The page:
I am an EU citizen, and 27 years old. I completed my Bachelor's and Master's in Electrical Engineering in the UK, now finishing up my PhD (in EE as well) in the USA.

I am currently applying for postdoc positions everywhere (EU and USA). I have, for the most part, adapted to life in the USA over the four years that I've been here. However, I am motivated by the idea of doing a postdoc in Europe, partly because I believe the overall culture there suits my personality more, and partly because all of my family is there too. I also want to experience the European way of conducting research (since a Master's in the UK didn't really involve all that much research).

My question is: now that I am still in the USA, and can get a work permit for 2 or so years easily, I am thinking that it would be a good chance to stay a bit longer and experience a postdoc here instead.

In general, I am quite adaptable and I don't have too many set expectations. I just want to conduct interesting research and have a somewhat decent social life to keep some sort of a balance. Money is not really an issue. Also, although I do not like to plan too much into the future (because you never really know what happens), I guess being considerate of the opportunities/prospects a position can offer in the future is healthy.

Given this information, what do you are the pros and cons of Europe vs. USA for a postdoc? Answers to this question probably require some over-generalizing, so I apologize in advance for that.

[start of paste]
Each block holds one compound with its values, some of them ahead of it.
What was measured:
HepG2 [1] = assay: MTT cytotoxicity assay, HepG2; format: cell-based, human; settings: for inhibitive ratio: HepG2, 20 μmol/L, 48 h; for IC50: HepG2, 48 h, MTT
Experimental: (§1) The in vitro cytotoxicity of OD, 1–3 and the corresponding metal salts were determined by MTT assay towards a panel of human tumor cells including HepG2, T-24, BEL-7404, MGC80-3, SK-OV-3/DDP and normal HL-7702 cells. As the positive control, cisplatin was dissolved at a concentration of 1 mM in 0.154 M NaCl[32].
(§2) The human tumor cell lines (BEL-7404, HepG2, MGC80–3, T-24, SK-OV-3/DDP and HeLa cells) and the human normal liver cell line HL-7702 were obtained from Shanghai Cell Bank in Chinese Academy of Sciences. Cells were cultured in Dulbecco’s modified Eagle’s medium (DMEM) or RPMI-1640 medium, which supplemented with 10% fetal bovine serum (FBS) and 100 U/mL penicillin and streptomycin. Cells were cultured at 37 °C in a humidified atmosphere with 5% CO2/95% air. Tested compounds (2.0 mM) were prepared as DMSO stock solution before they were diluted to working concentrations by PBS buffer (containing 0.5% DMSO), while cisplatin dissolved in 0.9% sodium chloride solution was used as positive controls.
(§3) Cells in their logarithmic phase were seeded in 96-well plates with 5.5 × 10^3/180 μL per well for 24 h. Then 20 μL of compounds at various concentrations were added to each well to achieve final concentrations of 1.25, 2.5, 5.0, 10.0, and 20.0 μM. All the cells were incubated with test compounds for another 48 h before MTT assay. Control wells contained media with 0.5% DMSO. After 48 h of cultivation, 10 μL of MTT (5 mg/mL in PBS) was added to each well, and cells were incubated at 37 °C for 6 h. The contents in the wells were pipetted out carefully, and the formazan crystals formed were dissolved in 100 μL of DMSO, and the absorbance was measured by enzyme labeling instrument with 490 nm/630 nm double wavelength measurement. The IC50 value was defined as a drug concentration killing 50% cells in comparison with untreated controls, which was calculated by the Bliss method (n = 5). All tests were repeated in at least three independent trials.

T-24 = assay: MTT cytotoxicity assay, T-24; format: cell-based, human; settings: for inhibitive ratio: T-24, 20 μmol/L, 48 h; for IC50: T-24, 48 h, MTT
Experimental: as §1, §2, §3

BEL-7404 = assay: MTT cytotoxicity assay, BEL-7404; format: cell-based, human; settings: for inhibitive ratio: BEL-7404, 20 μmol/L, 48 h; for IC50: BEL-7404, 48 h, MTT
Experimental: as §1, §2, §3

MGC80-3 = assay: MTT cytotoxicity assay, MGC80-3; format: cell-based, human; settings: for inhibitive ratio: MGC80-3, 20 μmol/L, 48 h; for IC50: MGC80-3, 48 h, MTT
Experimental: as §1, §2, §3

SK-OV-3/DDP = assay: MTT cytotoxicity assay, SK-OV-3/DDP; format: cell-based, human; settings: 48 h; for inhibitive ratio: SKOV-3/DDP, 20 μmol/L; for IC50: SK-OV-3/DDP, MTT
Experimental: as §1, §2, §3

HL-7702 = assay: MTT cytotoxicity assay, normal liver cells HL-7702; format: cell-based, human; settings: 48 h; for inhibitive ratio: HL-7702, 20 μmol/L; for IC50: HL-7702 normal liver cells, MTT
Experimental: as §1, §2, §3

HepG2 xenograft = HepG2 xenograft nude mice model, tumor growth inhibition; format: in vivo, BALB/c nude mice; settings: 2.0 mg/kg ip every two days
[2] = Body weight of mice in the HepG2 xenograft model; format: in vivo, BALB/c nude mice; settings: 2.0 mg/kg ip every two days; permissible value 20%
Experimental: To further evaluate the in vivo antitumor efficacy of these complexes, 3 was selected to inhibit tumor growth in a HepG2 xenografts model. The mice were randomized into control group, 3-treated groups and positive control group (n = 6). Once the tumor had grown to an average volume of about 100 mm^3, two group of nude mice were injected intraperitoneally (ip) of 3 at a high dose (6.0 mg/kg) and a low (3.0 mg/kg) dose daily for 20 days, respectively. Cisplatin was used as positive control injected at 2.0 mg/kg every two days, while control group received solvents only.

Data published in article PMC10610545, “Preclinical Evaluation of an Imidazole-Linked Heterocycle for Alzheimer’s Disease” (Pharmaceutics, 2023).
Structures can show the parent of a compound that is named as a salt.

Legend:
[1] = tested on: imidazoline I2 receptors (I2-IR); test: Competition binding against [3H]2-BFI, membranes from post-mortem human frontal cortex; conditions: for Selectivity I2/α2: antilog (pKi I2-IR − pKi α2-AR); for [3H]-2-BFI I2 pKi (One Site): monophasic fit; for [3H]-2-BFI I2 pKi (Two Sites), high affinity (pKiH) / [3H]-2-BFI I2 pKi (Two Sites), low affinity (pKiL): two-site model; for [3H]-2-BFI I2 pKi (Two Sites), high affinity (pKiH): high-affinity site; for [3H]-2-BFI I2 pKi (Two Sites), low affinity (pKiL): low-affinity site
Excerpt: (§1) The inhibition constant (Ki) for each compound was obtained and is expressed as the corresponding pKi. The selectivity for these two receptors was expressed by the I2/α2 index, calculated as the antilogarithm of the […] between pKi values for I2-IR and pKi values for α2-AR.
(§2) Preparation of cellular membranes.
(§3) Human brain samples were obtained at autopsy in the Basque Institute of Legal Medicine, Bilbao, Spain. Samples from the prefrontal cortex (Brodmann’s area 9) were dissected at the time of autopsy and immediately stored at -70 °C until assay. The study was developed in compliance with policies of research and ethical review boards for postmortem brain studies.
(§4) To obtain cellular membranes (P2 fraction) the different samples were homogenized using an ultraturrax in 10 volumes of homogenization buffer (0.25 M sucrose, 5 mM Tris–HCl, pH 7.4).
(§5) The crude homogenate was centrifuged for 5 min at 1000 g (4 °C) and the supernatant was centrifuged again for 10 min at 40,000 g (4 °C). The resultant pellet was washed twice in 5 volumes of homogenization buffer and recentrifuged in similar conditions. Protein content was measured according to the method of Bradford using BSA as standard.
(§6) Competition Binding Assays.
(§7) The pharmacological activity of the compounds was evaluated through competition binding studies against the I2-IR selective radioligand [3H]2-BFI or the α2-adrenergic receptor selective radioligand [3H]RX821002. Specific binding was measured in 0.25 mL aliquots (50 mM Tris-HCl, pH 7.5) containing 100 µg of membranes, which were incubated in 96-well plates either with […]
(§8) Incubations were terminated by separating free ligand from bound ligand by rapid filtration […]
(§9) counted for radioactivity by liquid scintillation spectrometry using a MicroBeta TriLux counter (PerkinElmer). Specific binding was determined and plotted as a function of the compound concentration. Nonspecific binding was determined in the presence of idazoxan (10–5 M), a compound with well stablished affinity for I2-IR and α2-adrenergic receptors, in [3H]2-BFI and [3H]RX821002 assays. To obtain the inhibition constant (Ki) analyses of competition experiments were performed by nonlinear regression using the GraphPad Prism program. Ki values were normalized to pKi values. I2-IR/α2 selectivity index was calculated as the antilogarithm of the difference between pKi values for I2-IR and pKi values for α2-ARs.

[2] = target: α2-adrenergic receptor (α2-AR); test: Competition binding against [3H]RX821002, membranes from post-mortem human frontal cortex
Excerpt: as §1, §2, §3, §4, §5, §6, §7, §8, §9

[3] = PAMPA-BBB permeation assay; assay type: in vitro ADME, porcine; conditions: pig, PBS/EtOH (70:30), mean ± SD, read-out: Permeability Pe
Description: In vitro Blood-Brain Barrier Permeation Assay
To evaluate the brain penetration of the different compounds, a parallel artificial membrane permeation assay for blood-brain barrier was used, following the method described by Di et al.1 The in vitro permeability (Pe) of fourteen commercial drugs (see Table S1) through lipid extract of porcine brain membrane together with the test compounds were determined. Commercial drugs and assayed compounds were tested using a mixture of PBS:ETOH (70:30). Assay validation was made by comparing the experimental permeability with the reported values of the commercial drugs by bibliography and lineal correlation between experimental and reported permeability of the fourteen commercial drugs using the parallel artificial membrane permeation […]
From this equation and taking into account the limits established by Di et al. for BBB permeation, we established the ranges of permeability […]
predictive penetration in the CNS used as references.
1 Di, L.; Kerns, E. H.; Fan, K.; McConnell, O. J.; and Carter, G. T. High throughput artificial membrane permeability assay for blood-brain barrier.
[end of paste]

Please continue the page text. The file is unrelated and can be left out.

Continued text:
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    One person told me that he thought it was better to do your postdoc in the USA because americans write more positively worded letters of recommendation. I would be curious to hear if people think this is true. Oct 23, 2014 at 0:18
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    I would also be curious about people's experience with switching between USA and Europe and then trying to switch back again. Oct 23, 2014 at 0:18
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    What is your ultimate career goal? Oct 23, 2014 at 15:27
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    Right now I am considering the possibility of being a professor in the future, but that might change depending on my postdoc experience. But I definitely want to do research, whether that's in a university/research institute/lab.
    – sigma
    Oct 24, 2014 at 13:58
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    While this does not directly answer your question, I think that you should aim for the very best university where you can get a postdoc, be it in Europe or US, and go for there if you get it -- this is likely to benefit your career (and, in the short run, your CV) most. Nov 5, 2014 at 20:08

2 Answers 2


Let me list a few pros of doing postdoc in the US:

  • In many EU countries a postdoc in the US is considered to be more prestigious than a postdoc in Europe (assuming that the places you do the postdoc in the US and Europe are at roughly the same level), so a postdoc in the US is in general not likely to harm your academic career should you eventually decide to return to Europe
  • If you give staying in the US a really serious thought, the postdoc in the US allows you to initiate the application for green card; getting the latter will give you unrestricted access to the job market in the US (academic or otherwise), in addition to the EU one, which comes in handy on many occasions.